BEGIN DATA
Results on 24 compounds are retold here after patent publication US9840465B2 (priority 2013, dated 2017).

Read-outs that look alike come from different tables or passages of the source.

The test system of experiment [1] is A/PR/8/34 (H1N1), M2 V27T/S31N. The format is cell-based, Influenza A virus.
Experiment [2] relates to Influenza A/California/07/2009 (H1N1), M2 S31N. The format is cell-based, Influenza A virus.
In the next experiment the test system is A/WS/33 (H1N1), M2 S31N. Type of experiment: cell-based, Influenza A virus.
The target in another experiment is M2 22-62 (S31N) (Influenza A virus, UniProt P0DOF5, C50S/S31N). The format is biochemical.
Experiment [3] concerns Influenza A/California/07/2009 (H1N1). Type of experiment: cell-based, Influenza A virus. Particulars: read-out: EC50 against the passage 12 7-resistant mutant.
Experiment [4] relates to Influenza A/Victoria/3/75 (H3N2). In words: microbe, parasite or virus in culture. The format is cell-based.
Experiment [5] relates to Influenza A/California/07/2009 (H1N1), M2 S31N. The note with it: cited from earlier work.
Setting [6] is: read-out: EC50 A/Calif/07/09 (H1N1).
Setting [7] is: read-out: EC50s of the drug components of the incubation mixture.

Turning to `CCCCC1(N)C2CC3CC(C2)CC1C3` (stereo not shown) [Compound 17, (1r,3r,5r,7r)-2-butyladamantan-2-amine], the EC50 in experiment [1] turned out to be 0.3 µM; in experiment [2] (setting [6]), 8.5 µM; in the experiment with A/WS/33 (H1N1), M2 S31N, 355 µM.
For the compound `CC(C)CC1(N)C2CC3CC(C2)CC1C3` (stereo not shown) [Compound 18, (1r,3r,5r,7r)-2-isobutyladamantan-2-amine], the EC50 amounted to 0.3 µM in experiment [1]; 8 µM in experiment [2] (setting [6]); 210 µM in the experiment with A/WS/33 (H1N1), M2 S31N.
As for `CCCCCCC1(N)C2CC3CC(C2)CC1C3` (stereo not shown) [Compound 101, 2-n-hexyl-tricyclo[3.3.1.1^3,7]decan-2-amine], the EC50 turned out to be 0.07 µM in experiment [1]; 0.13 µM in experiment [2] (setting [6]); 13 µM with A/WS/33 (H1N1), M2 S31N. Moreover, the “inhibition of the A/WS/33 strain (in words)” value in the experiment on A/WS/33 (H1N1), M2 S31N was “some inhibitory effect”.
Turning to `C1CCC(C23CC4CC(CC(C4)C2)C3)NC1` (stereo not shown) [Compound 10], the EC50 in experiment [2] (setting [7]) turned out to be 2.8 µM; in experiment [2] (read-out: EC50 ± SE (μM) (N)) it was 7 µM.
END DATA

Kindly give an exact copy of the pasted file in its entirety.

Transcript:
Results on 24 compounds are retold here after patent publication US9840465B2 (priority 2013, dated 2017).

Read-outs that look alike come from different tables or passages of the source.

The test system of experiment [1] is A/PR/8/34 (H1N1), M2 V27T/S31N. The format is cell-based, Influenza A virus.
Experiment [2] relates to Influenza A/California/07/2009 (H1N1), M2 S31N. The format is cell-based, Influenza A virus.
In the next experiment the test system is A/WS/33 (H1N1), M2 S31N. Type of experiment: cell-based, Influenza A virus.
The target in another experiment is M2 22-62 (S31N) (Influenza A virus, UniProt P0DOF5, C50S/S31N). The format is biochemical.
Experiment [3] concerns Influenza A/California/07/2009 (H1N1). Type of experiment: cell-based, Influenza A virus. Particulars: read-out: EC50 against the passage 12 7-resistant mutant.
Experiment [4] relates to Influenza A/Victoria/3/75 (H3N2). In words: microbe, parasite or virus in culture. The format is cell-based.
Experiment [5] relates to Influenza A/California/07/2009 (H1N1), M2 S31N. The note with it: cited from earlier work.
Setting [6] is: read-out: EC50 A/Calif/07/09 (H1N1).
Setting [7] is: read-out: EC50s of the drug components of the incubation mixture.

Turning to `CCCCC1(N)C2CC3CC(C2)CC1C3` (stereo not shown) [Compound 17, (1r,3r,5r,7r)-2-butyladamantan-2-amine], the EC50 in experiment [1] turned out to be 0.3 µM; in experiment [2] (setting [6]), 8.5 µM; in the experiment with A/WS/33 (H1N1), M2 S31N, 355 µM.
For the compound `CC(C)CC1(N)C2CC3CC(C2)CC1C3` (stereo not shown) [Compound 18, (1r,3r,5r,7r)-2-isobutyladamantan-2-amine], the EC50 amounted to 0.3 µM in experiment [1]; 8 µM in experiment [2] (setting [6]); 210 µM in the experiment with A/WS/33 (H1N1), M2 S31N.
As for `CCCCCCC1(N)C2CC3CC(C2)CC1C3` (stereo not shown) [Compound 101, 2-n-hexyl-tricyclo[3.3.1.1^3,7]decan-2-amine], the EC50 turned out to be 0.07 µM in experiment [1]; 0.13 µM in experiment [2] (setting [6]); 13 µM with A/WS/33 (H1N1), M2 S31N. Moreover, the “inhibition of the A/WS/33 strain (in words)” value in the experiment on A/WS/33 (H1N1), M2 S31N was “some inhibitory effect”.
Turning to `C1CCC(C23CC4CC(CC(C4)C2)C3)NC1` (stereo not shown) [Compound 10], the EC50 in experiment [2] (setting [7]) turned out to be 2.8 µM; in experiment [2] (read-out: EC50 ± SE (μM) (N)) it was 7 µM.